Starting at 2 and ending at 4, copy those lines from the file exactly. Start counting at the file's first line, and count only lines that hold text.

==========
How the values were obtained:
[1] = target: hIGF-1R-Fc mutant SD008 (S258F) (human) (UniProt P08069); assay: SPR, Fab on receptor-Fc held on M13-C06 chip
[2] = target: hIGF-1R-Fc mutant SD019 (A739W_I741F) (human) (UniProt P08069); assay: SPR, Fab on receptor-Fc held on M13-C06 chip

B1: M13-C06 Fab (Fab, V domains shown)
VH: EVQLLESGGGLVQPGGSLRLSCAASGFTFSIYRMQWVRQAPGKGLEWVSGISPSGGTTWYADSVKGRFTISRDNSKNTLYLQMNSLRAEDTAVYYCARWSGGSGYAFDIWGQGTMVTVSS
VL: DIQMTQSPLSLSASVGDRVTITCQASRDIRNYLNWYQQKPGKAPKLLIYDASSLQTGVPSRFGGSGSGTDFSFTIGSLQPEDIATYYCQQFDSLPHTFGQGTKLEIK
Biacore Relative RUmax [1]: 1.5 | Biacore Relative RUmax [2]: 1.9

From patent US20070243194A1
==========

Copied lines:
[1] = target: hIGF-1R-Fc mutant SD008 (S258F) (human) (UniProt P08069); assay: SPR, Fab on receptor-Fc held on M13-C06 chip
[2] = target: hIGF-1R-Fc mutant SD019 (A739W_I741F) (human) (UniProt P08069); assay: SPR, Fab on receptor-Fc held on M13-C06 chip

B1: M13-C06 Fab (Fab, V domains shown)